Atresia is a condition in which a body orifice or passage in the body is abnormally closed or absent.

Examples of atresia include:

  • Imperforate anus - malformation of the opening between the rectum and anus.[1]
  • Microtia- Absence of the ear canal or failure of the canal to be tubular or fully formed[2] (can be related to Microtia- a congenital deformity of the pinna (outer ear).)
  • Biliary atresia - Condition in newborns in which the common bile duct between the liver and the small intestine is blocked or absent.[3]
  • Choanal atresia - blockage of the back of the nasal passage, usually by abnormal bony or soft tissue.[4]
  • Esophageal atresia - affects the alimentary tract causing the esophagus to end before connecting normally to the stomach.[5]
  • Intestinal atresia - malformation of the intestine, usually resulting from a vascular accident in utero[6]
  • Ovarian follicle atresia, atresia refers to the degeneration and subsequent resorption of one or more immature ovarian follicles.[7]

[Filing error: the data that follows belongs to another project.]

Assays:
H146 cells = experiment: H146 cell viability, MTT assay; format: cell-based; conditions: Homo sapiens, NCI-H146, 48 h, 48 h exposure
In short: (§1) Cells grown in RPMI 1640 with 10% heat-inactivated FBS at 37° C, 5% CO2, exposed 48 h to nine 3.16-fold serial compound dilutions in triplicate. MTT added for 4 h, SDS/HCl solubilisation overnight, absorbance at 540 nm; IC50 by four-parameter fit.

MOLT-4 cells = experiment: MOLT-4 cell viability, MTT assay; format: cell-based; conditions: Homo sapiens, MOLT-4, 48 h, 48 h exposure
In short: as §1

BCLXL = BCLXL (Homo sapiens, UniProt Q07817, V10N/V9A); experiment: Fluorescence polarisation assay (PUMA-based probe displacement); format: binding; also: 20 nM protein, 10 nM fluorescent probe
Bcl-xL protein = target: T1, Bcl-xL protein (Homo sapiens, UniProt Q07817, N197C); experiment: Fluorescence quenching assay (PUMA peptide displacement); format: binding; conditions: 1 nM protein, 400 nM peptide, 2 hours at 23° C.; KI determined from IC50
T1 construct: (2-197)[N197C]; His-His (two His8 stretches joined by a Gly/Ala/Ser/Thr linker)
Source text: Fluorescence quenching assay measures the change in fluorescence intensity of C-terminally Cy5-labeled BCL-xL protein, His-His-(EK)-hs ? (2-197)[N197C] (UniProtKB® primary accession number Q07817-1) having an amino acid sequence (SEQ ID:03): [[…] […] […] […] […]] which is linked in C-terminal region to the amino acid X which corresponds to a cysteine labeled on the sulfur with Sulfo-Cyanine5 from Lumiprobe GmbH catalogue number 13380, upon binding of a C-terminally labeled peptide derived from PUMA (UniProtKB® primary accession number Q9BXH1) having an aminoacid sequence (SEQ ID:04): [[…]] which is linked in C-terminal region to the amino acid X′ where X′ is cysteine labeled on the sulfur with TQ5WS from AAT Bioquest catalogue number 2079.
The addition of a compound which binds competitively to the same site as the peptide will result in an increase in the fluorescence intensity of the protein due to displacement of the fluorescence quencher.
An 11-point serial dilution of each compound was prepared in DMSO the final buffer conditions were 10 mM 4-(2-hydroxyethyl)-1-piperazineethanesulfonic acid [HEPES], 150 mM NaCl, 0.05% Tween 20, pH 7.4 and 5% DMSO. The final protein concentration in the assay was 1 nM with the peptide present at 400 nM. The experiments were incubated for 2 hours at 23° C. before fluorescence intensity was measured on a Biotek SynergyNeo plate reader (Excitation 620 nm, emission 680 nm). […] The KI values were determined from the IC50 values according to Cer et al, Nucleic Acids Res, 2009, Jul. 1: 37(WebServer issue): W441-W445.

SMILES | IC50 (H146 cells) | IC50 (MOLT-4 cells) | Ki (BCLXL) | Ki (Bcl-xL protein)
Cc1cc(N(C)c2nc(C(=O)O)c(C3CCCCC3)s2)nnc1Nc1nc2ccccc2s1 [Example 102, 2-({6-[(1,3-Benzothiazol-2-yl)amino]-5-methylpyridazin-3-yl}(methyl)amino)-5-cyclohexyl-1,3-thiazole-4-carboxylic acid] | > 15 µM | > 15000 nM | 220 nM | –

• Pulmonary atresia - malformation of the pulmonary valve in which the valve orifice fails to develop.[8]
  • Tricuspid atresia - a form of congenital heart disease whereby there is a complete absence of the tricuspid valve. Therefore, there is an absence of right atrioventricular connection.[9]
  • Vaginal atresia - congenital occlusion of the vagina or subsequent adhesion of the walls of the vagina, resulting in its occlusion.
  • Potter sequence - congenital decreased size of the kidney leading absolute no functionality of the kidney, usually related to a single kidney.


  1. ^ Kaneshiro, Neil. "Imperforate Anus". PubMed Health. Retrieved 11 September 2012. 
  2. ^ Bonilla, Arthuro. "Microtia: Congenital ear deformity Institute". Congenital ear deformity Institute. Retrieved 11 September 2012. 
  3. ^ Zieve, David. "Biliary atresia". PubMed Health. Retrieved 11 September 2012. 
  4. ^ Zieve, David. "Choanal atresia". Pubmed Health. Retrieved 11 September 2012. 
  5. ^ Dugdale, David. "Esophageal atresia". PubMed Health. Retrieved 11 September 2012. 
  6. ^ "Intestinal atresia". Pedisurg. Retrieved 11 September 2012. 
  7. ^ Kaipia, A.; Hsueh, A. J. W. (1997). "Regulation of Ovarian Follicle Atresia". Annual Review of Physiology 59: 349–363.  
  8. ^ Schumacher, Kurt. "Pulmonary atresia". PubMed Health. Retrieved 11 September 2012. 
  9. ^ "Tricuspid atresia". PubMed Health. Retrieved 11 September 2012.